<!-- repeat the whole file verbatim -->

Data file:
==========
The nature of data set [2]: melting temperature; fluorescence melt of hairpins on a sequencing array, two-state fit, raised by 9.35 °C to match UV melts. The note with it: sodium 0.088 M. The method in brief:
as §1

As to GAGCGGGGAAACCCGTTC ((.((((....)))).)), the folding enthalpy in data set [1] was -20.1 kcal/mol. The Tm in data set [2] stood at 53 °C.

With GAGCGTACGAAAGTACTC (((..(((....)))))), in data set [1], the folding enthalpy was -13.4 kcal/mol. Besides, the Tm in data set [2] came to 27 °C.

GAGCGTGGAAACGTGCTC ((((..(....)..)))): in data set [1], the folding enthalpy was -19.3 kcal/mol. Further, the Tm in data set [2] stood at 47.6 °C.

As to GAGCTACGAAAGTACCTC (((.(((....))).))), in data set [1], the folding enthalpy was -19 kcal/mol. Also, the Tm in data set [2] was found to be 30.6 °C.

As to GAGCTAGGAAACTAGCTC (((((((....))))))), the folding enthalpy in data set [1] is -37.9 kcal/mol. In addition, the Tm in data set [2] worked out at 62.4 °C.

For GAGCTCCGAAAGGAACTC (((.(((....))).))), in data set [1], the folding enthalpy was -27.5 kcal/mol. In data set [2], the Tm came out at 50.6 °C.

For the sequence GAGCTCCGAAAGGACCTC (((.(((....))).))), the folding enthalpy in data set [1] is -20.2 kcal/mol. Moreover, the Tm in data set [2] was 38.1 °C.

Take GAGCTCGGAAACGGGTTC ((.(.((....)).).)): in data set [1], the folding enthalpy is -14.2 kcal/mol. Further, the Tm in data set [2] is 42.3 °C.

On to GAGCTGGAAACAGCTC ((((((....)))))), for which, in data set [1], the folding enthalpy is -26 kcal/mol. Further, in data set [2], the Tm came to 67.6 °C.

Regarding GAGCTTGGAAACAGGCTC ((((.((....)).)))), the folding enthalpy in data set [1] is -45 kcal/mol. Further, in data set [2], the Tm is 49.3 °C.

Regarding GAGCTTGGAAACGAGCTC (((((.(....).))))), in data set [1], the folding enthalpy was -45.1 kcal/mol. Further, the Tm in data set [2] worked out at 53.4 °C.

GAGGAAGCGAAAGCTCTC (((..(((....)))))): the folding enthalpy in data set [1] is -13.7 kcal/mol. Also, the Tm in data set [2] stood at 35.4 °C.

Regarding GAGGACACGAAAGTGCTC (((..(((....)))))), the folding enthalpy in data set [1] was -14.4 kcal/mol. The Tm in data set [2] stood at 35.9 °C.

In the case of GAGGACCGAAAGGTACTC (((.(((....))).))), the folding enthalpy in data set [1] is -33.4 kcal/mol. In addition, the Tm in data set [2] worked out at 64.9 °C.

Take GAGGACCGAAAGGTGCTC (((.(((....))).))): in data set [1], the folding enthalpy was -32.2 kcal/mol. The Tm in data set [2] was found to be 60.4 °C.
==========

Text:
The nature of data set [2]: melting temperature; fluorescence melt of hairpins on a sequencing array, two-state fit, raised by 9.35 °C to match UV melts. The note with it: sodium 0.088 M. The method in brief:
as §1

As to GAGCGGGGAAACCCGTTC ((.((((....)))).)), the folding enthalpy in data set [1] was -20.1 kcal/mol. The Tm in data set [2] stood at 53 °C.

With GAGCGTACGAAAGTACTC (((..(((....)))))), in data set [1], the folding enthalpy was -13.4 kcal/mol. Besides, the Tm in data set [2] came to 27 °C.

GAGCGTGGAAACGTGCTC ((((..(....)..)))): in data set [1], the folding enthalpy was -19.3 kcal/mol. Further, the Tm in data set [2] stood at 47.6 °C.

As to GAGCTACGAAAGTACCTC (((.(((....))).))), in data set [1], the folding enthalpy was -19 kcal/mol. Also, the Tm in data set [2] was found to be 30.6 °C.

As to GAGCTAGGAAACTAGCTC (((((((....))))))), the folding enthalpy in data set [1] is -37.9 kcal/mol. In addition, the Tm in data set [2] worked out at 62.4 °C.

For GAGCTCCGAAAGGAACTC (((.(((....))).))), in data set [1], the folding enthalpy was -27.5 kcal/mol. In data set [2], the Tm came out at 50.6 °C.

For the sequence GAGCTCCGAAAGGACCTC (((.(((....))).))), the folding enthalpy in data set [1] is -20.2 kcal/mol. Moreover, the Tm in data set [2] was 38.1 °C.

Take GAGCTCGGAAACGGGTTC ((.(.((....)).).)): in data set [1], the folding enthalpy is -14.2 kcal/mol. Further, the Tm in data set [2] is 42.3 °C.

On to GAGCTGGAAACAGCTC ((((((....)))))), for which, in data set [1], the folding enthalpy is -26 kcal/mol. Further, in data set [2], the Tm came to 67.6 °C.

Regarding GAGCTTGGAAACAGGCTC ((((.((....)).)))), the folding enthalpy in data set [1] is -45 kcal/mol. Further, in data set [2], the Tm is 49.3 °C.

Regarding GAGCTTGGAAACGAGCTC (((((.(....).))))), in data set [1], the folding enthalpy was -45.1 kcal/mol. Further, the Tm in data set [2] worked out at 53.4 °C.

GAGGAAGCGAAAGCTCTC (((..(((....)))))): the folding enthalpy in data set [1] is -13.7 kcal/mol. Also, the Tm in data set [2] stood at 35.4 °C.

Regarding GAGGACACGAAAGTGCTC (((..(((....)))))), the folding enthalpy in data set [1] was -14.4 kcal/mol. The Tm in data set [2] stood at 35.9 °C.

In the case of GAGGACCGAAAGGTACTC (((.(((....))).))), the folding enthalpy in data set [1] is -33.4 kcal/mol. In addition, the Tm in data set [2] worked out at 64.9 °C.

Take GAGGACCGAAAGGTGCTC (((.(((....))).))): in data set [1], the folding enthalpy was -32.2 kcal/mol. The Tm in data set [2] was found to be 60.4 °C.